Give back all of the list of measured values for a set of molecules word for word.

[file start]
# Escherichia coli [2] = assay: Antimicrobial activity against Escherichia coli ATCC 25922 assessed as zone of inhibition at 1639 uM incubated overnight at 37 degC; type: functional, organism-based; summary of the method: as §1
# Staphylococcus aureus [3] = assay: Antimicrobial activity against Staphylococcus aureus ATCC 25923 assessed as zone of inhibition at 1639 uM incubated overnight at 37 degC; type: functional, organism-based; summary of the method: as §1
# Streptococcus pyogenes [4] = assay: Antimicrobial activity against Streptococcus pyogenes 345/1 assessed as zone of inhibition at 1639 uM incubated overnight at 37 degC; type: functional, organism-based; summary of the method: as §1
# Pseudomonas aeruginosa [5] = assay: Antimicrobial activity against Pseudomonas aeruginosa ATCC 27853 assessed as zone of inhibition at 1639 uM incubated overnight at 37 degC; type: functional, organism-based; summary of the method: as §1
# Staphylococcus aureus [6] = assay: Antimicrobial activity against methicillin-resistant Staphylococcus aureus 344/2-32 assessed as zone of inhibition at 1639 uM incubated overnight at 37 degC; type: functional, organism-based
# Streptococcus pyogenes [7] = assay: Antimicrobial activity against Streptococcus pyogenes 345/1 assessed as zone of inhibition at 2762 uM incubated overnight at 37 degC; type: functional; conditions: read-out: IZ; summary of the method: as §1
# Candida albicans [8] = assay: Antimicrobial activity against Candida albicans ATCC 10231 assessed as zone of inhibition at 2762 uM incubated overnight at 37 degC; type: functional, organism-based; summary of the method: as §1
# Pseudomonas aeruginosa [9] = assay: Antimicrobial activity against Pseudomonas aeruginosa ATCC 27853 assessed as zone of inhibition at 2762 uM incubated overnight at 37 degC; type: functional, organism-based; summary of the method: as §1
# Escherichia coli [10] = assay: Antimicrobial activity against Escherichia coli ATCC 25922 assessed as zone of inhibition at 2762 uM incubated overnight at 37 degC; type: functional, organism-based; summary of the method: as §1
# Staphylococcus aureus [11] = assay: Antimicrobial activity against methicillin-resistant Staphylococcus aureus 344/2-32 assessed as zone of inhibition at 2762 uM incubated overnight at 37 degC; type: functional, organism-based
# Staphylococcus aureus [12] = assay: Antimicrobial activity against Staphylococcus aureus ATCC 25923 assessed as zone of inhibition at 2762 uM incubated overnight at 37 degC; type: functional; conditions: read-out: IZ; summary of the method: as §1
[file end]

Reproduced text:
# Escherichia coli [2] = assay: Antimicrobial activity against Escherichia coli ATCC 25922 assessed as zone of inhibition at 1639 uM incubated overnight at 37 degC; type: functional, organism-based; summary of the method: as §1
# Staphylococcus aureus [3] = assay: Antimicrobial activity against Staphylococcus aureus ATCC 25923 assessed as zone of inhibition at 1639 uM incubated overnight at 37 degC; type: functional, organism-based; summary of the method: as §1
# Streptococcus pyogenes [4] = assay: Antimicrobial activity against Streptococcus pyogenes 345/1 assessed as zone of inhibition at 1639 uM incubated overnight at 37 degC; type: functional, organism-based; summary of the method: as §1
# Pseudomonas aeruginosa [5] = assay: Antimicrobial activity against Pseudomonas aeruginosa ATCC 27853 assessed as zone of inhibition at 1639 uM incubated overnight at 37 degC; type: functional, organism-based; summary of the method: as §1
# Staphylococcus aureus [6] = assay: Antimicrobial activity against methicillin-resistant Staphylococcus aureus 344/2-32 assessed as zone of inhibition at 1639 uM incubated overnight at 37 degC; type: functional, organism-based
# Streptococcus pyogenes [7] = assay: Antimicrobial activity against Streptococcus pyogenes 345/1 assessed as zone of inhibition at 2762 uM incubated overnight at 37 degC; type: functional; conditions: read-out: IZ; summary of the method: as §1
# Candida albicans [8] = assay: Antimicrobial activity against Candida albicans ATCC 10231 assessed as zone of inhibition at 2762 uM incubated overnight at 37 degC; type: functional, organism-based; summary of the method: as §1
# Pseudomonas aeruginosa [9] = assay: Antimicrobial activity against Pseudomonas aeruginosa ATCC 27853 assessed as zone of inhibition at 2762 uM incubated overnight at 37 degC; type: functional, organism-based; summary of the method: as §1
# Escherichia coli [10] = assay: Antimicrobial activity against Escherichia coli ATCC 25922 assessed as zone of inhibition at 2762 uM incubated overnight at 37 degC; type: functional, organism-based; summary of the method: as §1
# Staphylococcus aureus [11] = assay: Antimicrobial activity against methicillin-resistant Staphylococcus aureus 344/2-32 assessed as zone of inhibition at 2762 uM incubated overnight at 37 degC; type: functional, organism-based
# Staphylococcus aureus [12] = assay: Antimicrobial activity against Staphylococcus aureus ATCC 25923 assessed as zone of inhibition at 2762 uM incubated overnight at 37 degC; type: functional; conditions: read-out: IZ; summary of the method: as §1